In 2015, the word ‘binge-watch’ was announced as the Collins dictionary’s word of the year. This should alert digital marketing teams to the importance of the second screen experience, especially as Twitter discovered that 70% of users share Tweets about TV shows they are watching and 11% say they cannot watch TV without Twitter. Whether it is traditional TV or streaming, mobile devices allow a social conversation with a Twitter audience that can extend the awareness of a show, and give viewers a richer experience.
As well as social marketers at brands, the TV channels themselves can also greatly benefit from an intelligent plan for Twitter activity around their shows. To give you a full picture, we’re looking how you can optimise your analysis of conversations of TV shows, both from the perspective of TV channels and brands looking to target the show’s viewers.
Number of Tweets, Tweets per minute, number of users participating in the conversation… all of this data is now available pretty much immediately to marketers with the right tools. It’s useful as a barometer of how much conversation a show is generating, and still has a place at the table when it comes to your data.
But beyond the quantitative information of the hashtag analysis and twitter trends analysis of the show, there are twitter audience insights to be gained from the data generated by the Twitter audience that have immense value. What other shows are they Tweeting about? What is the public perception of a program and its protagonists? What brands have a crossover with a show’s audience? You can even use cognitive computing to uncover the personality traits of people who are Tweeting about the show, or even individual characters and episodes. All of this information can be highly useful for brands who are considering marketing to the shows fans on social or via advertising slots.
The challenge with a large volume of Tweets is being able to instigate these qualitative listening actions, which cannot be reliably (or realistically) performed manually. The right monitoring tools can help take advantage of all this information and turn it into insights to make informed decisions. By tracking hashtags, keywords, profiles, and other aspects of the show, marketers can build an accurate large scale picture of the social audience of a show.
Before advertisers spend money on ad slots or sponsorship for shows, they want to ensure the show’s audience will be a true fit. Once an episode has aired, it’s worth capturing as much Twitter data as possible about those users so that the audience can be accurately researched. For example, a sports brand may be more tempted to advertise in a show’s slot if they find out they have a particularly large number of viewers who also follow sports teams, compared to another show which has less reliable information on how well they are connecting with this demographic
Another defining feature of Twitter is its immediacy. Social conversation will be at its most active during the show’s broadcast and a reactive approach will yield the best results. Content, topics, and other planned Tweets will be important, but an ability to respond to the audience’s reactions will help to elevate the social activity around the show. Therefore it is important to have a monitoring tool that provides marketers with live data and allows them to interact with operational information that can influence decision making.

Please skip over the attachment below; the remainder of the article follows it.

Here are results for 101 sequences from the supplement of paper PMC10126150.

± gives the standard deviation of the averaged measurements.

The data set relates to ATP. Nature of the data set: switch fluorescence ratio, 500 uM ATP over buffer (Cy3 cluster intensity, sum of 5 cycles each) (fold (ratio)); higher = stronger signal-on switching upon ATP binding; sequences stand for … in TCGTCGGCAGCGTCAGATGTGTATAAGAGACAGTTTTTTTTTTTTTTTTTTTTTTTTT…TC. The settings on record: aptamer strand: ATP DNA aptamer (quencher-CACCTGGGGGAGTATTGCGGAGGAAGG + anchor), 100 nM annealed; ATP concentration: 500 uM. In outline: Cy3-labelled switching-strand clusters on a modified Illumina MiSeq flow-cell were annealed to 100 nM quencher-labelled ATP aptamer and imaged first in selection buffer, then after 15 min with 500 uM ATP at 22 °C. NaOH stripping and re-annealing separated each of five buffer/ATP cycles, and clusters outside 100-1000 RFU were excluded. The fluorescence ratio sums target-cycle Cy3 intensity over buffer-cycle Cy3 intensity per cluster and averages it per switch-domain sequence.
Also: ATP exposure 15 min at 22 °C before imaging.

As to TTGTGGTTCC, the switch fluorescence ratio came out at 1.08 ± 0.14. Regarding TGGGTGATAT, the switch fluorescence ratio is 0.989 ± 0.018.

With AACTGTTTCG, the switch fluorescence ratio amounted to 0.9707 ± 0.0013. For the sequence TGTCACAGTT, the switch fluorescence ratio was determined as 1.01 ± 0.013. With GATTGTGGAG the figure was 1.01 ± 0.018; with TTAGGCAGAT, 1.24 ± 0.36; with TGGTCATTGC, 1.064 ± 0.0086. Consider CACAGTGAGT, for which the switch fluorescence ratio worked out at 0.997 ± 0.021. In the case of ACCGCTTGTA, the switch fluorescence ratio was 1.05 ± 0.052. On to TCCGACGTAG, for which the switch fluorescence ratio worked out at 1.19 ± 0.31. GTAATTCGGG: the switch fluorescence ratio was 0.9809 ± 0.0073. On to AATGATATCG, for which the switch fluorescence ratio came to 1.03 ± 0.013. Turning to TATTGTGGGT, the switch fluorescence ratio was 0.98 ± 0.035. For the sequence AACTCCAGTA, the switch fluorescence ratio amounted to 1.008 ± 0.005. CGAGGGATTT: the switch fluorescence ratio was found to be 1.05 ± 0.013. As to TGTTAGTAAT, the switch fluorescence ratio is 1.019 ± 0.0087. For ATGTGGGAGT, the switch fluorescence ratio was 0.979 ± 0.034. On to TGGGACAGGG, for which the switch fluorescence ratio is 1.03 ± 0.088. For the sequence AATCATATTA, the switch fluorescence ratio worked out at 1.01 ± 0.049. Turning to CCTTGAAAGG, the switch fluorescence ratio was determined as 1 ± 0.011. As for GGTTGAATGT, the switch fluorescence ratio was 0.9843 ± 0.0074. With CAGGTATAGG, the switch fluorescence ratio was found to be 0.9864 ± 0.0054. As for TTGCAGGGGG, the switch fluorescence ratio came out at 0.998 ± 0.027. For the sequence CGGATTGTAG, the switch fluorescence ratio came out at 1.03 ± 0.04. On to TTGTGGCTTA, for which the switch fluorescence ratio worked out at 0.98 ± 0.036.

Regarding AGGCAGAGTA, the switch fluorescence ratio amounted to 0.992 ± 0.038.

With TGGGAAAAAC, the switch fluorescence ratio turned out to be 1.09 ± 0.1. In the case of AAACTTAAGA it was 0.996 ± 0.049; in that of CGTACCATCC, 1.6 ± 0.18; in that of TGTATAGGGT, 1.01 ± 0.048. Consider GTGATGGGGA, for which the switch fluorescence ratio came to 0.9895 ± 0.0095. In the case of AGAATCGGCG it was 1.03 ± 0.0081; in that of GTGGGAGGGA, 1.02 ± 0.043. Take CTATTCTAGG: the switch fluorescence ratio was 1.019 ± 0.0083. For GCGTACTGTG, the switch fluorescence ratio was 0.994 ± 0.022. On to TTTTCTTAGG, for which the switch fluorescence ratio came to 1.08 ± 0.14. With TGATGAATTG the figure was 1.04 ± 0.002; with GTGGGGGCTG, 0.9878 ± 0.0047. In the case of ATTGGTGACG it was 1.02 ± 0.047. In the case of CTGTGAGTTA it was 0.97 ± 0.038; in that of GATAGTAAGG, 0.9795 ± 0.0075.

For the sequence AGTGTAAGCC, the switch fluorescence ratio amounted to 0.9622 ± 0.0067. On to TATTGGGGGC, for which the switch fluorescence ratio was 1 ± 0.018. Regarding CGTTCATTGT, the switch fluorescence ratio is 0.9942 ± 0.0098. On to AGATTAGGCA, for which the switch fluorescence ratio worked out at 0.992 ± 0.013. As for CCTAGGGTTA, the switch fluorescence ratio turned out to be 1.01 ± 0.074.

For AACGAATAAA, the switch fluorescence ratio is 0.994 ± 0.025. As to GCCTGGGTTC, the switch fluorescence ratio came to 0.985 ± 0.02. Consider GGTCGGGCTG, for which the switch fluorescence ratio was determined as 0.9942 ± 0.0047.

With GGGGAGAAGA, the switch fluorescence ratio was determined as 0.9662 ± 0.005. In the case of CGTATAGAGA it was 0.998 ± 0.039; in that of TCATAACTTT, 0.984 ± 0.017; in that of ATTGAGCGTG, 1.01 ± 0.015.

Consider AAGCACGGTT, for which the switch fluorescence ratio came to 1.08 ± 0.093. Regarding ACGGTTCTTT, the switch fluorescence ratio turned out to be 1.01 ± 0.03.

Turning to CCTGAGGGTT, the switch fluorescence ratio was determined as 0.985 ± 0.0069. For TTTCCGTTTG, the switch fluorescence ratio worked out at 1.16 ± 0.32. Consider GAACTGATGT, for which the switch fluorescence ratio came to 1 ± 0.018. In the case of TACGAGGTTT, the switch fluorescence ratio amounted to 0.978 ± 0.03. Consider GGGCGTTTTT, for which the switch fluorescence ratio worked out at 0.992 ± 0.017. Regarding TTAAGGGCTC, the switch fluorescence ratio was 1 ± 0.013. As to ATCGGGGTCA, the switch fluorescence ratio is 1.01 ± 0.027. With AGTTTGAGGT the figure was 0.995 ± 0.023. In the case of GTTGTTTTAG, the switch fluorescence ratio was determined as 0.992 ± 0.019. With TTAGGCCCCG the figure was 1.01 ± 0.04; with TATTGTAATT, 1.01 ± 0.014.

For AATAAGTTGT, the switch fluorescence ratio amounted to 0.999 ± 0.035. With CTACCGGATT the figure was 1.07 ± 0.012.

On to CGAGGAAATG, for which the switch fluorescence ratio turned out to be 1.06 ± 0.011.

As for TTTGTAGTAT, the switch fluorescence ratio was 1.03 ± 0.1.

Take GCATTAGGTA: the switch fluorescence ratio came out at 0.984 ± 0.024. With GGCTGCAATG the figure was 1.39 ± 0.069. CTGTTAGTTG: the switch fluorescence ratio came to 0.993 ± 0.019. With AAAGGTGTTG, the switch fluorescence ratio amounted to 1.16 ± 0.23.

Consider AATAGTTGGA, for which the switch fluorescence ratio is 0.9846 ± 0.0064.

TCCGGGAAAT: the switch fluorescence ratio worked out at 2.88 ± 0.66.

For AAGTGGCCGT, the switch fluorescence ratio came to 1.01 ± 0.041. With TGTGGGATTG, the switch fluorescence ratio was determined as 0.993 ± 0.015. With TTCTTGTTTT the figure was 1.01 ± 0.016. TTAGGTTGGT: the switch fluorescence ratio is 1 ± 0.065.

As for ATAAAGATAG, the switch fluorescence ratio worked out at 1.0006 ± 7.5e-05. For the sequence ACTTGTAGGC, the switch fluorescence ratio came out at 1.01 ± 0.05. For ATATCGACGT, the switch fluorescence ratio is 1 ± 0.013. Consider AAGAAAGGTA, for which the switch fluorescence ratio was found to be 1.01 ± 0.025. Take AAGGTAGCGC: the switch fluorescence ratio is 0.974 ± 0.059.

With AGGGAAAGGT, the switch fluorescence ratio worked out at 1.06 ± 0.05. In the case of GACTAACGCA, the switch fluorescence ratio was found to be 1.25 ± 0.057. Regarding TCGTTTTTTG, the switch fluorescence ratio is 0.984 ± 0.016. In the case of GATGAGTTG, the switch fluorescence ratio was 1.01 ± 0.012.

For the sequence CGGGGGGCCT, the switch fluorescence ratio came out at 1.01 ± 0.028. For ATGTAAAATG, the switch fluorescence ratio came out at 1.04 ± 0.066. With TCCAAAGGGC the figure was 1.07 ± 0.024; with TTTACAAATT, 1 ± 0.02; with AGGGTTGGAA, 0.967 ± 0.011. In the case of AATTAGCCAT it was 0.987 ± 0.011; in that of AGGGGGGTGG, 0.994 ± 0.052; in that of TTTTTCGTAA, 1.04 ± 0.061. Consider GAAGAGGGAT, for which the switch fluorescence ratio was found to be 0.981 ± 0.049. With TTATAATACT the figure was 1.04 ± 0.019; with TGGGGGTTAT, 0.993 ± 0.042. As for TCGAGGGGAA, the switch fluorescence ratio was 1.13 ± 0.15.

Your social activity shouldn’t end when the credits roll, and if broadcasters or advertisers want to truly reap the rewards of a solid Twitter strategy then they need to have an ‘off-air’ plan too. Campaign tracking on Twitter can help achieve the desired continuity in social conversation. You can select all users who participated in the conversation during the broadcast and segment them to create Tailored Audiences that you can advertise to with Promoted Tweets. Users who showed preference to one character may respond better to promoted content featuring that character.
Insights from Twitter data aren’t just useful for the marketing teams associated with the show, brands and media buyers looking to target TV audiences or advertise with the channel can benefit too. Knowledge of who shows are attracting will provide important data points that can be considered when looking at where to allocate twitter advertising budget. It will also mean that social campaigns can be made more precise if you are looking to target the viewers of a particular show. Using advanced analytical tools will allow marketers to know the individual Twitter users Tweeting about a show.
But how can you ensure that your social campaigns around a show perform as well as possible? Again the answer lies in the relevance and personalization of messages, creating different custom audiences based on the content. For example, a kitchen brand could execute a brand awareness campaign to users who have Tweeted the profile of well-known cookery or DIY shows. A piece of content such as ‘10 Steps To Getting The Perfect Kitchen’ could be used to drive relevant traffic to your site or to be sign up for more tips using Twitter cards.
In addition, analysing the crossover intersections of audiences can help brands to choose which show may be ideal for targeting. Which shows are their fans already fans of? What are their competitor’s followers Tweeting about? Which shows have an audience that they should be connecting with, but aren’t? This data can be ascertained, and will assist brands in building smart strategies for conquering the TV audience.
Do you think that the qualitative analysis of Twitter data is an untapped asset for chains and producers of television content? How else do you look to use the data offered by this social channel? We’d be interested to hear from you in the comment section below.
This post is adapted from this post on our Spanish blog by Paz Segura